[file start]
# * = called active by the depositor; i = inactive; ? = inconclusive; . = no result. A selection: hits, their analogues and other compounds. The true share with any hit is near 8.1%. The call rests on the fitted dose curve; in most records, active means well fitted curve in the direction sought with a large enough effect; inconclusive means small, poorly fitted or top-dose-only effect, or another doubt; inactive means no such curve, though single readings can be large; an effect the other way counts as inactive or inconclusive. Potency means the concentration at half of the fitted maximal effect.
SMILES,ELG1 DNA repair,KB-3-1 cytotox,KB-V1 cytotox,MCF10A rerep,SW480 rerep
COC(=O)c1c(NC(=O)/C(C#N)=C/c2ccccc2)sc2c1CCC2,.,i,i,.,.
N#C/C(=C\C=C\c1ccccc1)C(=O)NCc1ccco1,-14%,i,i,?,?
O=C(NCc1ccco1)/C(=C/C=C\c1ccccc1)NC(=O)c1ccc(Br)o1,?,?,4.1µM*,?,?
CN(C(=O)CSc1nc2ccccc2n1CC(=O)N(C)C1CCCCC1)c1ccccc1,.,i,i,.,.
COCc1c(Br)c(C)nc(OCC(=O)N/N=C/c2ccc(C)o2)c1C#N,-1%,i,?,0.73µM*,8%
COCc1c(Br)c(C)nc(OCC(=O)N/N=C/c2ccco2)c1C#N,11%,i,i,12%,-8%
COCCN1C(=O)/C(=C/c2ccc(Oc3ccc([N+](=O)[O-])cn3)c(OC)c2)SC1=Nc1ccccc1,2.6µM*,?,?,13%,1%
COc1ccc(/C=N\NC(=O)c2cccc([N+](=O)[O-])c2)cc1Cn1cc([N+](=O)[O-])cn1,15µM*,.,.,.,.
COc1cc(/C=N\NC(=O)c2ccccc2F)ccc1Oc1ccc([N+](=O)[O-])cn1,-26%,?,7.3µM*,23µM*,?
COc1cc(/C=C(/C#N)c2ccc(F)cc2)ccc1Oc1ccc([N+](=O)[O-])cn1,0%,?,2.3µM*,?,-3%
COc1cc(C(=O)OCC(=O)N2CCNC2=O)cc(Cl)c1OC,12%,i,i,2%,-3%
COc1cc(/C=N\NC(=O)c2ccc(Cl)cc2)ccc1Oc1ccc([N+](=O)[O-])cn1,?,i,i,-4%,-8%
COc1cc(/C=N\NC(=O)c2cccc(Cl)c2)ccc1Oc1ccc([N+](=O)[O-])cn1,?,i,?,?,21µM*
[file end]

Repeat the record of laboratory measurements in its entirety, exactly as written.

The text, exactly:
# * = called active by the depositor; i = inactive; ? = inconclusive; . = no result. A selection: hits, their analogues and other compounds. The true share with any hit is near 8.1%. The call rests on the fitted dose curve; in most records, active means well fitted curve in the direction sought with a large enough effect; inconclusive means small, poorly fitted or top-dose-only effect, or another doubt; inactive means no such curve, though single readings can be large; an effect the other way counts as inactive or inconclusive. Potency means the concentration at half of the fitted maximal effect.
SMILES,ELG1 DNA repair,KB-3-1 cytotox,KB-V1 cytotox,MCF10A rerep,SW480 rerep
COC(=O)c1c(NC(=O)/C(C#N)=C/c2ccccc2)sc2c1CCC2,.,i,i,.,.
N#C/C(=C\C=C\c1ccccc1)C(=O)NCc1ccco1,-14%,i,i,?,?
O=C(NCc1ccco1)/C(=C/C=C\c1ccccc1)NC(=O)c1ccc(Br)o1,?,?,4.1µM*,?,?
CN(C(=O)CSc1nc2ccccc2n1CC(=O)N(C)C1CCCCC1)c1ccccc1,.,i,i,.,.
COCc1c(Br)c(C)nc(OCC(=O)N/N=C/c2ccc(C)o2)c1C#N,-1%,i,?,0.73µM*,8%
COCc1c(Br)c(C)nc(OCC(=O)N/N=C/c2ccco2)c1C#N,11%,i,i,12%,-8%
COCCN1C(=O)/C(=C/c2ccc(Oc3ccc([N+](=O)[O-])cn3)c(OC)c2)SC1=Nc1ccccc1,2.6µM*,?,?,13%,1%
COc1ccc(/C=N\NC(=O)c2cccc([N+](=O)[O-])c2)cc1Cn1cc([N+](=O)[O-])cn1,15µM*,.,.,.,.
COc1cc(/C=N\NC(=O)c2ccccc2F)ccc1Oc1ccc([N+](=O)[O-])cn1,-26%,?,7.3µM*,23µM*,?
COc1cc(/C=C(/C#N)c2ccc(F)cc2)ccc1Oc1ccc([N+](=O)[O-])cn1,0%,?,2.3µM*,?,-3%
COc1cc(C(=O)OCC(=O)N2CCNC2=O)cc(Cl)c1OC,12%,i,i,2%,-3%
COc1cc(/C=N\NC(=O)c2ccc(Cl)cc2)ccc1Oc1ccc([N+](=O)[O-])cn1,?,i,i,-4%,-8%
COc1cc(/C=N\NC(=O)c2cccc(Cl)c2)ccc1Oc1ccc([N+](=O)[O-])cn1,?,i,?,?,21µM*